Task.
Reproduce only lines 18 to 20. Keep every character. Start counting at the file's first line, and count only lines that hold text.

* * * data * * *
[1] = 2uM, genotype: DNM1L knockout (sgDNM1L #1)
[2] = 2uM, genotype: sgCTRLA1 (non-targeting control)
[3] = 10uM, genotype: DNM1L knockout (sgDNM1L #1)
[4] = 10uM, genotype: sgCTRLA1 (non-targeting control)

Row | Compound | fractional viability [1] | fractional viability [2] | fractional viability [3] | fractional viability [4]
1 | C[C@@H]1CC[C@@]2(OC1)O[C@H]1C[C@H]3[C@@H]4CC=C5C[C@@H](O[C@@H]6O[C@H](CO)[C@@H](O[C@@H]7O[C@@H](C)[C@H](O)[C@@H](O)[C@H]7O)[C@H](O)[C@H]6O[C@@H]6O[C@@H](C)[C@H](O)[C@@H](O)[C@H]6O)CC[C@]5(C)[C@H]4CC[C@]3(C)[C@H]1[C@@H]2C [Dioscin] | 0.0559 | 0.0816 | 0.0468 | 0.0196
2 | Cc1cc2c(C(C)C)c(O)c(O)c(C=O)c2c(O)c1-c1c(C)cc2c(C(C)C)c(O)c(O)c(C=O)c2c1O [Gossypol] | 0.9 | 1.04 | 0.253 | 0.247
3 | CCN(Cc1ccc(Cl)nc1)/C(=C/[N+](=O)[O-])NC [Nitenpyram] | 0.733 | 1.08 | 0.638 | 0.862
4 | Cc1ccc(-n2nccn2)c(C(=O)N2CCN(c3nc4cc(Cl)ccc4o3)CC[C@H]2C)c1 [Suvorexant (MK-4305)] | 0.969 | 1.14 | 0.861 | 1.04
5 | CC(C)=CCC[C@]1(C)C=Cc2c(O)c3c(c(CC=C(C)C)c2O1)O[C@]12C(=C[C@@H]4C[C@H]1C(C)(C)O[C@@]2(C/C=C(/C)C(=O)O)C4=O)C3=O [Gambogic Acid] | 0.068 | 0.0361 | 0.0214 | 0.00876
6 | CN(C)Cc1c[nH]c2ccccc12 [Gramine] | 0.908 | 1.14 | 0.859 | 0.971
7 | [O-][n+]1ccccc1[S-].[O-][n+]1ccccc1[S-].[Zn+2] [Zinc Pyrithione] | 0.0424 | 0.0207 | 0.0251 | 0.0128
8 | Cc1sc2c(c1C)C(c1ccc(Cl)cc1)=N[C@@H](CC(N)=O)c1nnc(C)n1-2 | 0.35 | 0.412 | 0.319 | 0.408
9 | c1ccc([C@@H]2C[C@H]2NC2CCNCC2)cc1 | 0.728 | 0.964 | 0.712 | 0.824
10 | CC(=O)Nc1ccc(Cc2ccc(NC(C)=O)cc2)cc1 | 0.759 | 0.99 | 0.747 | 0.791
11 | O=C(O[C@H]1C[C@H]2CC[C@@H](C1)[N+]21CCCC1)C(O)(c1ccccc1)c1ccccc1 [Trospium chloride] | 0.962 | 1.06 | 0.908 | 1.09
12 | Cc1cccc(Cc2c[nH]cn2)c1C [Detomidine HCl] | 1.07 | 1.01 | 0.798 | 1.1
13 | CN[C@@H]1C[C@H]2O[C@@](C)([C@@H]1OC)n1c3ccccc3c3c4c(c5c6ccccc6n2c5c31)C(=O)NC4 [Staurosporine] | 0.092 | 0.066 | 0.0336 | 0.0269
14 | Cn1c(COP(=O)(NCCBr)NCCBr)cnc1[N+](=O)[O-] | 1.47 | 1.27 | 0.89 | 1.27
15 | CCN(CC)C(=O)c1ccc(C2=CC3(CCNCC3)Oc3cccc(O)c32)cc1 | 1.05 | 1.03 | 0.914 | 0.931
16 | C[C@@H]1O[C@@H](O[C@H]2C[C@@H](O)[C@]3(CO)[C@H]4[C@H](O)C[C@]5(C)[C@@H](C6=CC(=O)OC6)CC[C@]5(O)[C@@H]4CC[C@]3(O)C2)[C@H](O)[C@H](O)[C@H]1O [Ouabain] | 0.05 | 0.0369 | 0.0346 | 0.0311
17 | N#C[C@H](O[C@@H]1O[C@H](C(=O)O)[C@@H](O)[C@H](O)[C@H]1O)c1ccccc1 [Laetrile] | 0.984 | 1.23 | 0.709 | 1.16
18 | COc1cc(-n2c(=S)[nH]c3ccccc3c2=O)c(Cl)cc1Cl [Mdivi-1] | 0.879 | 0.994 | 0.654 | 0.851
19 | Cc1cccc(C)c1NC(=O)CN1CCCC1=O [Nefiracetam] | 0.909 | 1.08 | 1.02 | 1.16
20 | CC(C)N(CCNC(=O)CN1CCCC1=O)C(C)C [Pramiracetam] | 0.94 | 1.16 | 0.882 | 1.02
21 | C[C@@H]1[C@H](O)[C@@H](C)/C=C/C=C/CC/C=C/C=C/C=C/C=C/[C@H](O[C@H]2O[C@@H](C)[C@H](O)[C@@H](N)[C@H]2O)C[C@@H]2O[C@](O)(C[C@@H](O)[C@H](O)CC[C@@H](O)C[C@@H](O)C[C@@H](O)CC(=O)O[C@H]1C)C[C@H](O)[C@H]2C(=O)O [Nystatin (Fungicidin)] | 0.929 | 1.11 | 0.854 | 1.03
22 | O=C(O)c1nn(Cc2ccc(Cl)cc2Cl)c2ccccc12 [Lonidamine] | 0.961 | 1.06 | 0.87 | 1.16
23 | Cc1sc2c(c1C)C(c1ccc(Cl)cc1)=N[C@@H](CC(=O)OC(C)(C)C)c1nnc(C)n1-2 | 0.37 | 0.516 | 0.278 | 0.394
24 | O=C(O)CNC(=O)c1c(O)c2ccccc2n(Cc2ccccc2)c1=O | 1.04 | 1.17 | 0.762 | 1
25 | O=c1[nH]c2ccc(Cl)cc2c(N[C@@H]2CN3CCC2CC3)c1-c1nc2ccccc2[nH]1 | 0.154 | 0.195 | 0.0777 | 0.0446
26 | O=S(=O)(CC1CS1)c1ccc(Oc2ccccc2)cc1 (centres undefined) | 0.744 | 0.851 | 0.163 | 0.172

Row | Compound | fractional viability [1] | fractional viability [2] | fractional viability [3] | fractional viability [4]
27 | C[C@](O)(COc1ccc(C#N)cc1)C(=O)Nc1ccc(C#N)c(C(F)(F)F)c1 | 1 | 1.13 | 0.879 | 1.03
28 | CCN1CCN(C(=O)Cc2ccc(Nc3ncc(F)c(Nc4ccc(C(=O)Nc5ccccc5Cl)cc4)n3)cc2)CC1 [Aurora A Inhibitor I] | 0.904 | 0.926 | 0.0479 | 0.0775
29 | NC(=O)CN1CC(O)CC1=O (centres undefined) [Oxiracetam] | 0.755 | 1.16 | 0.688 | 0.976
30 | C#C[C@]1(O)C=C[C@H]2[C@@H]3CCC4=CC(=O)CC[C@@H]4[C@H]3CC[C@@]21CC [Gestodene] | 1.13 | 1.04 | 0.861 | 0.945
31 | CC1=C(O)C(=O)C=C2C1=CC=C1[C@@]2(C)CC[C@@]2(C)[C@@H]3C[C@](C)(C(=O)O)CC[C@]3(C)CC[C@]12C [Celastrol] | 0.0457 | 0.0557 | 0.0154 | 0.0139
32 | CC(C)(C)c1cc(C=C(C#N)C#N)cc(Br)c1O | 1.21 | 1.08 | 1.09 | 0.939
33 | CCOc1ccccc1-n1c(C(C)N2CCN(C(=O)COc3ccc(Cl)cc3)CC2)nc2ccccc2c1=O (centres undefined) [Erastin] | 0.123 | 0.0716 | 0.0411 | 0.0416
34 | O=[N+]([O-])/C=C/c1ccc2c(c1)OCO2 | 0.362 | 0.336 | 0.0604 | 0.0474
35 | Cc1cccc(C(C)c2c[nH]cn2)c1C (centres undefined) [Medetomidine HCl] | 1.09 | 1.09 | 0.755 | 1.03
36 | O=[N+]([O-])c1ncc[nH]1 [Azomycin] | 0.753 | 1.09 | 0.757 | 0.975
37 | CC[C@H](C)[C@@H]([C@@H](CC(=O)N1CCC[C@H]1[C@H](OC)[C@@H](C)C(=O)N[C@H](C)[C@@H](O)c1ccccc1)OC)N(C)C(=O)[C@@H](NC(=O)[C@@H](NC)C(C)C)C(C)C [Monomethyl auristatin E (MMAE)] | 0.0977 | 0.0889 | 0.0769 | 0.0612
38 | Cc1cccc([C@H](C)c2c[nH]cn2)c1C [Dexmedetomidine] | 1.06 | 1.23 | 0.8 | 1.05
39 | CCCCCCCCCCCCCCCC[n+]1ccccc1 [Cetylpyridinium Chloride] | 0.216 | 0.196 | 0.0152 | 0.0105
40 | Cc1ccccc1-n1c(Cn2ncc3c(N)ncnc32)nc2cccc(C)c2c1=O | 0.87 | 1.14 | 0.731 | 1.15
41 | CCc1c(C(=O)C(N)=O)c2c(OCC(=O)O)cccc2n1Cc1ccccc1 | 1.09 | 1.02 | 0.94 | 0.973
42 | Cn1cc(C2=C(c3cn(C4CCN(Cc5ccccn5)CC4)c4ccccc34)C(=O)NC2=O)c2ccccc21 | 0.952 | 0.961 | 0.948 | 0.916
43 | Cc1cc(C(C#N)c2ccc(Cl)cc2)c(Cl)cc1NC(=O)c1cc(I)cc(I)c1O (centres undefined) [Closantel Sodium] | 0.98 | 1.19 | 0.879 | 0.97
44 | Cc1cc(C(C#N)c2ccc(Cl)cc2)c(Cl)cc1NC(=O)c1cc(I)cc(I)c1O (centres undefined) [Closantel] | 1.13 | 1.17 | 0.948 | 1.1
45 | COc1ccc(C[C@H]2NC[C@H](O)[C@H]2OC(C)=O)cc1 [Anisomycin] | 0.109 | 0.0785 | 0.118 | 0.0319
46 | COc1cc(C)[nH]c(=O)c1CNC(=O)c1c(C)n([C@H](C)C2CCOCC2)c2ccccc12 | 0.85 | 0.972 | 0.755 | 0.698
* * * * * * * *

13 | CN[C@@H]1C[C@H]2O[C@@](C)([C@@H]1OC)n1c3ccccc3c3c4c(c5c6ccccc6n2c5c31)C(=O)NC4 [Staurosporine] | 0.092 | 0.066 | 0.0336 | 0.0269
14 | Cn1c(COP(=O)(NCCBr)NCCBr)cnc1[N+](=O)[O-] | 1.47 | 1.27 | 0.89 | 1.27
15 | CCN(CC)C(=O)c1ccc(C2=CC3(CCNCC3)Oc3cccc(O)c32)cc1 | 1.05 | 1.03 | 0.914 | 0.931